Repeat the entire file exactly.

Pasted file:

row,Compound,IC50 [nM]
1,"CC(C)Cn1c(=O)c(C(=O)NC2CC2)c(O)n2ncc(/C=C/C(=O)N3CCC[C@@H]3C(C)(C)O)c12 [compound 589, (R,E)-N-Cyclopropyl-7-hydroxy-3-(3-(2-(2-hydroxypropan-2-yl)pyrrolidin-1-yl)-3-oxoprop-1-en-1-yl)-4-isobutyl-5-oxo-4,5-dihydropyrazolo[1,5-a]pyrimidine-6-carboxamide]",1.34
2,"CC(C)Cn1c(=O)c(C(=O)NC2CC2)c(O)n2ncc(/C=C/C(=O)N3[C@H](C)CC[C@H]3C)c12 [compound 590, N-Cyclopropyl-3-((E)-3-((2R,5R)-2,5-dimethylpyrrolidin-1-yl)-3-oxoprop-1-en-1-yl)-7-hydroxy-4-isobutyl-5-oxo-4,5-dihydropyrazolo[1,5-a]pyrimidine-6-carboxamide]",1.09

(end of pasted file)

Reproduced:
row,Compound,IC50 [nM]
1,"CC(C)Cn1c(=O)c(C(=O)NC2CC2)c(O)n2ncc(/C=C/C(=O)N3CCC[C@@H]3C(C)(C)O)c12 [compound 589, (R,E)-N-Cyclopropyl-7-hydroxy-3-(3-(2-(2-hydroxypropan-2-yl)pyrrolidin-1-yl)-3-oxoprop-1-en-1-yl)-4-isobutyl-5-oxo-4,5-dihydropyrazolo[1,5-a]pyrimidine-6-carboxamide]",1.34
2,"CC(C)Cn1c(=O)c(C(=O)NC2CC2)c(O)n2ncc(/C=C/C(=O)N3[C@H](C)CC[C@H]3C)c12 [compound 590, N-Cyclopropyl-3-((E)-3-((2R,5R)-2,5-dimethylpyrrolidin-1-yl)-3-oxoprop-1-en-1-yl)-7-hydroxy-4-isobutyl-5-oxo-4,5-dihydropyrazolo[1,5-a]pyrimidine-6-carboxamide]",1.09